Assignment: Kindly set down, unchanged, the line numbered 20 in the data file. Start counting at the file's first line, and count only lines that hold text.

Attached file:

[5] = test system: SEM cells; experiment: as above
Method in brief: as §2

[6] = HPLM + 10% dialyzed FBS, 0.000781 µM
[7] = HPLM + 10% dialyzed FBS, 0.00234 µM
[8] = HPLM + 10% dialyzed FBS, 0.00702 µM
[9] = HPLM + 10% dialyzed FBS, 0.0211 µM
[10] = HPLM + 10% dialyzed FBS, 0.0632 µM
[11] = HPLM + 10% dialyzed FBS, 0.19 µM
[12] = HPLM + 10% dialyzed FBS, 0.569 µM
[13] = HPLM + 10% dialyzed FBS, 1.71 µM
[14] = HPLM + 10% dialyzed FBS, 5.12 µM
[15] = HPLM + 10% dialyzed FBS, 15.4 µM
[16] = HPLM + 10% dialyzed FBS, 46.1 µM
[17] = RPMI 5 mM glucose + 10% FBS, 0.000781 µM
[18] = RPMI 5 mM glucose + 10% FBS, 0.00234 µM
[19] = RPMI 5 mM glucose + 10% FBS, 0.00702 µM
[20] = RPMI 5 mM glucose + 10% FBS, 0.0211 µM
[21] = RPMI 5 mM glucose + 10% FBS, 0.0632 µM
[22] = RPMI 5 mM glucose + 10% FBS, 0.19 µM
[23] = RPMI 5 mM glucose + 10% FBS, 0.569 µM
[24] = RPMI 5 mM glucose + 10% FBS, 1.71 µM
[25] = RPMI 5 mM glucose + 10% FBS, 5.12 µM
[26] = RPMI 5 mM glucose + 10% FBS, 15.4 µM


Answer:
[23] = RPMI 5 mM glucose + 10% FBS, 0.569 µM